Dessert Buffet – In addition to the Pirate Night dessert buffet, there’s a chocolate buffet toward the end of the cruise. I went to look, not eat. Personally, I think the cruise desserts weren’t all that great (especially the chocolate ones), so I saved on a few calories by avoiding some desserts (the pies/tarts and creme brulee was good, however). The chocolate buffet was fun to look at, with some great chocolate sculptures, but few really tempted me. And I do love dessert. They have a chocolate fountain with fruits to dip.
Spa – the Spa has specials on the first day (and specials most other days, especially port days). I recommend touring on the first day. It’s a beautiful spa and gym, which is in the spa area (as is the salon). Don’t let them sell you the exclusive package that allows you to use the sauna/steam/relaxation room 24 hours a day. A member of our group bought the package and said that spa employees never check ID, so anyone can go in there unless it’s really busy. So they paid $200 a couple, for something you can get for free. Everyone in our group (except my hubby and me) got massages, which were quite nice. Highly recommended is the Thai massage and the herbal ball massage, which one member raved about.
Our family member who used the spa daily said the spa showers are more comfortable (taller) than the cabin showers, but they water down the shampoo. They have lockers there, and you can shower there after the gym as well as spa services.
Sea Sickness – I’m a barfer, and not so good with boat motion. Fortunately our cruise was smooth until the second to last night. While I felt fine (more on that later), several in our party felt sick. And my son got sick that night. That’s when it’s great to have HOUSEKEEPING! Note – if you get sick on a Disney cruise, don’t call housekeeping – call guest services and tell them someone got sick. They’ll send someone with a hazard bag (no kidding) wearing a hazard space suit and gloves, to take away your puke-filled sheets and towels. They’ll offer to remake the bed (we declined). It was nice to have a verandah for the fresh air (the room stunk). They will give you free medicine (Bonine) – though if you’re already sick, it probably won’t help. They’ll call you the next day to see how you’re doing.
I brought Dramamine, Bonine and the prescription “transdermal patch.” The patch lasts for three days and will make you incredibly thirsty (my sister, a nurse, said they use these in the hospital to dry out patients who have too many secretions – you’ve been warned). But I didn’t get sick. If you tend to get sick, take your medication a few hours before getting on the ship, and keep taking it for a day or so after, because you can get effects lasting after the trip. And remember, I’m not a doctor and this doesn’t constitute medical advice.
Internet – they offer several packages of internet service. You pay 75 cents a minute, or $55 for 100 minutes, You can get 250 minutes for $100 or 500 minutes for $150. Use your own computer or use their internet café. Internet is slower on board than on land.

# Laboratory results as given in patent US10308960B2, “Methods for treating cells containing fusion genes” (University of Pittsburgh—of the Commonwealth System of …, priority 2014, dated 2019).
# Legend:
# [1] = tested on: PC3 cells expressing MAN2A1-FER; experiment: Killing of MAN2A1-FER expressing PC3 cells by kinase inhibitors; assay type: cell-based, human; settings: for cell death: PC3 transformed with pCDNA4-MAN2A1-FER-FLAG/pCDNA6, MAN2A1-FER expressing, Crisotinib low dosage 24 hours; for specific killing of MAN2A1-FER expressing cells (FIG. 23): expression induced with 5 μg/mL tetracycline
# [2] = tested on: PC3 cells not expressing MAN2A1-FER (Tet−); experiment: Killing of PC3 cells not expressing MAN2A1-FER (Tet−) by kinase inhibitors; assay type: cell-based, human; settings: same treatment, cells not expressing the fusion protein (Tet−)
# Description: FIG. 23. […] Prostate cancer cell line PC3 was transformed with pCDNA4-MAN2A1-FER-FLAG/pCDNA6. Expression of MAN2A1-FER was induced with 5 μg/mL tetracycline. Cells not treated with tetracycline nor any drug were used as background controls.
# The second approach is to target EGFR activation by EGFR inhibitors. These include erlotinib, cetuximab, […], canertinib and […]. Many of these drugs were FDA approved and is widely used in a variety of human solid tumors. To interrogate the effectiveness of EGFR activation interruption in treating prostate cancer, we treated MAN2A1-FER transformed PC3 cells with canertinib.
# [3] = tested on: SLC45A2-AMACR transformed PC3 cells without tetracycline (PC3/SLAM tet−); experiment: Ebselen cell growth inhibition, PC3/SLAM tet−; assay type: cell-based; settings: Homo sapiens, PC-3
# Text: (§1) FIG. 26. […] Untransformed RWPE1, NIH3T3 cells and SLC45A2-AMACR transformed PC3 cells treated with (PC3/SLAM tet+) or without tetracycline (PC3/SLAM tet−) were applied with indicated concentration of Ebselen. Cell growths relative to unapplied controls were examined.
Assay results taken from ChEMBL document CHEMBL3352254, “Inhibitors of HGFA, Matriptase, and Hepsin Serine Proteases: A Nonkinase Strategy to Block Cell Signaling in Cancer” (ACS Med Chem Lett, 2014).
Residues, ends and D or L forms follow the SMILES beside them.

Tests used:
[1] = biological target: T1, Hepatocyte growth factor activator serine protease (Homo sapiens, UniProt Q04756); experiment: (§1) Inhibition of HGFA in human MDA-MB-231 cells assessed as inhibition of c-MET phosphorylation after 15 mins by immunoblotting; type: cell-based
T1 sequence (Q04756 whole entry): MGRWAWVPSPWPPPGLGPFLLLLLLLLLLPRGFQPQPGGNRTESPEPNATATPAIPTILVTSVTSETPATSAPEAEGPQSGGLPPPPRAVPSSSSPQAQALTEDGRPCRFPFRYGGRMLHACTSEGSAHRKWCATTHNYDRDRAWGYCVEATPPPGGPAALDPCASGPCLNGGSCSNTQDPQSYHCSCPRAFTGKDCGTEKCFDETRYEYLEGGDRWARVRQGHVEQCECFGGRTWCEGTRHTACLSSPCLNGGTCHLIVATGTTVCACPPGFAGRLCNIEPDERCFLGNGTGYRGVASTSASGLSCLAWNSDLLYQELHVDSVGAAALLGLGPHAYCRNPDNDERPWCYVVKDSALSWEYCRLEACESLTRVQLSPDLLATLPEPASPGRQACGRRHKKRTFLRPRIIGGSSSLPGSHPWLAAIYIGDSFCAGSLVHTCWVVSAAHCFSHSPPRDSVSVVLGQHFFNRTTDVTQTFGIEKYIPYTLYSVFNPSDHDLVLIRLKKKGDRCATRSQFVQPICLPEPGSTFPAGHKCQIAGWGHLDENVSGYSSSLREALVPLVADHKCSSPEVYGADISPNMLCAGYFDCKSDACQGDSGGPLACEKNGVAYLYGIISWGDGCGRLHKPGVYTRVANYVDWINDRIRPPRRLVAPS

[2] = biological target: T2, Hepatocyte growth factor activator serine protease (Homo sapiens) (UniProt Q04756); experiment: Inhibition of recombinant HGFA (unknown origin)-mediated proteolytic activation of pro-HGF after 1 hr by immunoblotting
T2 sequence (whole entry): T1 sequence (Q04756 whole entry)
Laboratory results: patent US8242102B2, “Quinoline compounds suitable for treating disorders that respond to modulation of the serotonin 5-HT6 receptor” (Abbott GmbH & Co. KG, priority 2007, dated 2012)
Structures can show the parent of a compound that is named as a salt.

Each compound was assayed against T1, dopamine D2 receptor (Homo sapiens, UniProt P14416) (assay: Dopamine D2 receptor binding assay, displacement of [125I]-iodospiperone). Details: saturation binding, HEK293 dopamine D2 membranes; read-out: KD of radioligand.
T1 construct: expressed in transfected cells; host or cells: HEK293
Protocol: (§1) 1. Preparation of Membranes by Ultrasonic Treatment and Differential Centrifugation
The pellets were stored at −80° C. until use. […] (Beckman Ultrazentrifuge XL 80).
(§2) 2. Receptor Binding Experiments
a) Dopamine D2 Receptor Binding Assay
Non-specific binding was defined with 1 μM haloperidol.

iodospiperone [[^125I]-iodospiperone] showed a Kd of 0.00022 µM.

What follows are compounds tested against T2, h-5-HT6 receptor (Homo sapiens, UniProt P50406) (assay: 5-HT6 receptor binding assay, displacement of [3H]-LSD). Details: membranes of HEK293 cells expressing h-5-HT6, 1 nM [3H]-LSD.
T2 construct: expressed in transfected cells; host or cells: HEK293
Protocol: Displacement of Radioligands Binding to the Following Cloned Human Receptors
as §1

Annoying – They make announcements several times a day, mainly about activities listed on your Navigator. These are preceded by the bell that rings in the “when you wish upon a star” sound, which is a song I now HATE. You won’t hear the announcements in the state room (you’ll have to open the door to hear), but you will hear that chime.
Excursions – these were well organized. You get your tickets in your stateroom at boarding, and meet in the spot they say on board. They give you stickers (color and character coded) so they can track you (and you can make sure you’re with the right people), and they lead you out with Mickey shaped paddles. The two excursions we went on were both excellent (snorkeling in Cabo and dolphin adventure in Puerto Vallarta). One advantage to booking with the cruise is that if there’s a problem, you go back to Disney to complain and handle it. You’ll pay more booking excursions with them, but if you’re late and miss the excursion (as some people missed their early dolphin spot in Cabo), you’ll get a full refund. We also found the snorkeling excursion to have excellent service.
When in Cabo, you can find plenty of people at the dock who can take you out in a boat snorkeling. We did try booking some of the dolphin things on our own, but when they found out we were with a cruise, they said we had to book through the cruise.
Ports – We found the excursions desk staff useless when it came to asking about a meeting spot in Puerto Vallarta. Our group was splitting up for the morning but wanted to meet up in town. The excursions staff had absolutely no clue where we could meet up in town, and kept suggesting Starbucks across the busy street from the port. They also couldn’t tell us how much we should pay for a taxi. “It isn’t much,” is just not helpful.
Disembarcation – this was the worst part of the Disney Cruise experience. The night before you leave, you get luggage tags with a color and character. Not only is that a sign for where you’ll find your luggage later (you leave it in the hall the night before, so they can take it off quickly the next day), but they call you in groups by the tag, to leave the ship. If you have an early flight (they’ll tell you whether you qualify), you leave first. Everyone else eats a sit-down breakfast at a specified time, then tries to find space in a lounge to hang out. This is where the chaos begins. You bring your carry-on luggage with you (which means lots of roller board suitcases in narrow spaces) to breakfast. Then you fight the crowds trying to find an available lounge. Which is supposed to have entertainment, but instead had nothing – not even staff members. In fact, we didn’t see any staff members anywhere (aside from those setting up for lunch, those selling photos, and those swiping your cards as you got off the boat).
When they called our tag, we made our way downstairs to the exit line. Which stretched from midship (where we exited), to the back of the boat in the restaurant. It was crazy and very stressful. Not Disney-like at all. There was no organization in the exit area, with no staff members directing people off the ship. People stopped to take photos by the Christmas trees in the lobby, so the entire line was waiting for them, rather than someone directing traffic. Not a good way to end the cruise.
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All photos are copyrighted and may not be used in any form without written permission from Deborah Abrams Kaplan.